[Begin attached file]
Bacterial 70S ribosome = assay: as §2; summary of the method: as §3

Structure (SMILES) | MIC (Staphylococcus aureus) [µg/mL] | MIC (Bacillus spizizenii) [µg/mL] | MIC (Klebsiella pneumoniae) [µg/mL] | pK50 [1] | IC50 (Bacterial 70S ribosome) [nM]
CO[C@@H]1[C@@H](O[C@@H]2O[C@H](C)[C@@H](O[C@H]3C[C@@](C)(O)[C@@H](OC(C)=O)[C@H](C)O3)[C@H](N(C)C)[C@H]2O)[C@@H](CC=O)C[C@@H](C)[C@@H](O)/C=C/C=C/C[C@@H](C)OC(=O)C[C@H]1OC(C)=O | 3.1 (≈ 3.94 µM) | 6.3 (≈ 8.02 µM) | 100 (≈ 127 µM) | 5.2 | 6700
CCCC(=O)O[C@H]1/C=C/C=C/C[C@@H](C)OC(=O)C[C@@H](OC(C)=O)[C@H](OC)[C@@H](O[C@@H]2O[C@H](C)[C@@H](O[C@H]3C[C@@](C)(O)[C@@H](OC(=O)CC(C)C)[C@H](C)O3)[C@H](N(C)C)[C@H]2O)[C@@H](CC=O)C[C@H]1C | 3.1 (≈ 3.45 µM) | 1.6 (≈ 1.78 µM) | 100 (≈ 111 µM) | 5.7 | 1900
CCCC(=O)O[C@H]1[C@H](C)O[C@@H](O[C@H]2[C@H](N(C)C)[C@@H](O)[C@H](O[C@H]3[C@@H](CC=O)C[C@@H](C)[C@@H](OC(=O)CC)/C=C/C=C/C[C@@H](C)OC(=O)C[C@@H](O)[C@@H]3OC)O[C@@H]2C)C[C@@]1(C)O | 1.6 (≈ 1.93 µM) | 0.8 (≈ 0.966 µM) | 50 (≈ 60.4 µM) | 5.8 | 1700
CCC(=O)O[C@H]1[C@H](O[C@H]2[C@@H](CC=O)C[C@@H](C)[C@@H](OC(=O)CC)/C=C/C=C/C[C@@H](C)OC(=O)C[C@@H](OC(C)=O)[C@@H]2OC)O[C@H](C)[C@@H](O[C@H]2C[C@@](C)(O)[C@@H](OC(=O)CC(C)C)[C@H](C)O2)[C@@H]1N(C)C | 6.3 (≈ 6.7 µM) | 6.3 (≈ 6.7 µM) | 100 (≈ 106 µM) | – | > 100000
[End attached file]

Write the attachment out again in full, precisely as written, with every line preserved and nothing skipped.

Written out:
Bacterial 70S ribosome = assay: as §2; summary of the method: as §3

Structure (SMILES) | MIC (Staphylococcus aureus) [µg/mL] | MIC (Bacillus spizizenii) [µg/mL] | MIC (Klebsiella pneumoniae) [µg/mL] | pK50 [1] | IC50 (Bacterial 70S ribosome) [nM]
CO[C@@H]1[C@@H](O[C@@H]2O[C@H](C)[C@@H](O[C@H]3C[C@@](C)(O)[C@@H](OC(C)=O)[C@H](C)O3)[C@H](N(C)C)[C@H]2O)[C@@H](CC=O)C[C@@H](C)[C@@H](O)/C=C/C=C/C[C@@H](C)OC(=O)C[C@H]1OC(C)=O | 3.1 (≈ 3.94 µM) | 6.3 (≈ 8.02 µM) | 100 (≈ 127 µM) | 5.2 | 6700
CCCC(=O)O[C@H]1/C=C/C=C/C[C@@H](C)OC(=O)C[C@@H](OC(C)=O)[C@H](OC)[C@@H](O[C@@H]2O[C@H](C)[C@@H](O[C@H]3C[C@@](C)(O)[C@@H](OC(=O)CC(C)C)[C@H](C)O3)[C@H](N(C)C)[C@H]2O)[C@@H](CC=O)C[C@H]1C | 3.1 (≈ 3.45 µM) | 1.6 (≈ 1.78 µM) | 100 (≈ 111 µM) | 5.7 | 1900
CCCC(=O)O[C@H]1[C@H](C)O[C@@H](O[C@H]2[C@H](N(C)C)[C@@H](O)[C@H](O[C@H]3[C@@H](CC=O)C[C@@H](C)[C@@H](OC(=O)CC)/C=C/C=C/C[C@@H](C)OC(=O)C[C@@H](O)[C@@H]3OC)O[C@@H]2C)C[C@@]1(C)O | 1.6 (≈ 1.93 µM) | 0.8 (≈ 0.966 µM) | 50 (≈ 60.4 µM) | 5.8 | 1700
CCC(=O)O[C@H]1[C@H](O[C@H]2[C@@H](CC=O)C[C@@H](C)[C@@H](OC(=O)CC)/C=C/C=C/C[C@@H](C)OC(=O)C[C@@H](OC(C)=O)[C@@H]2OC)O[C@H](C)[C@@H](O[C@H]2C[C@@](C)(O)[C@@H](OC(=O)CC(C)C)[C@H](C)O2)[C@@H]1N(C)C | 6.3 (≈ 6.7 µM) | 6.3 (≈ 6.7 µM) | 100 (≈ 106 µM) | – | > 100000